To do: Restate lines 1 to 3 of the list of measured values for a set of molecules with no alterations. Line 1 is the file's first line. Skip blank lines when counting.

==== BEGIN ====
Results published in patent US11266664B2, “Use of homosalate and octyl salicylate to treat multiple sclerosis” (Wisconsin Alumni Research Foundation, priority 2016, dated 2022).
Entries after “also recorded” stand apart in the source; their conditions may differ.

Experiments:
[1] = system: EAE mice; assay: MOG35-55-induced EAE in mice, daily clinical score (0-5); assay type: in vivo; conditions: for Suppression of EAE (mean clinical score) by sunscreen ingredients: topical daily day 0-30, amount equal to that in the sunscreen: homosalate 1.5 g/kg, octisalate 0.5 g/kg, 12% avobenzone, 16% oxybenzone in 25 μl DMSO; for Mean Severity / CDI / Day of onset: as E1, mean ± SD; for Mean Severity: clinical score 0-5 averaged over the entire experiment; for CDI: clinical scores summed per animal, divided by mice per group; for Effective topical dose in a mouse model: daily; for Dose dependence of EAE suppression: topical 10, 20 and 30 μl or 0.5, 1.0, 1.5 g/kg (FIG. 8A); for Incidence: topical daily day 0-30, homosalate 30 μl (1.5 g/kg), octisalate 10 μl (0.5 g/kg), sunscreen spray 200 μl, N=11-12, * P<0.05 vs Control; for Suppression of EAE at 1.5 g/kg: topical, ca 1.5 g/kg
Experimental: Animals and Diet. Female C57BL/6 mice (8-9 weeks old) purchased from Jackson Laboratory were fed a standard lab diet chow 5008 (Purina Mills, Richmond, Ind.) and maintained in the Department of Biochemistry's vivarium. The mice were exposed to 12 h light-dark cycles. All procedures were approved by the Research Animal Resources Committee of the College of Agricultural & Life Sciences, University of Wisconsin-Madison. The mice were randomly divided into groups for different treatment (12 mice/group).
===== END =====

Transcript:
Results published in patent US11266664B2, “Use of homosalate and octyl salicylate to treat multiple sclerosis” (Wisconsin Alumni Research Foundation, priority 2016, dated 2022).
Entries after “also recorded” stand apart in the source; their conditions may differ.

Experiments: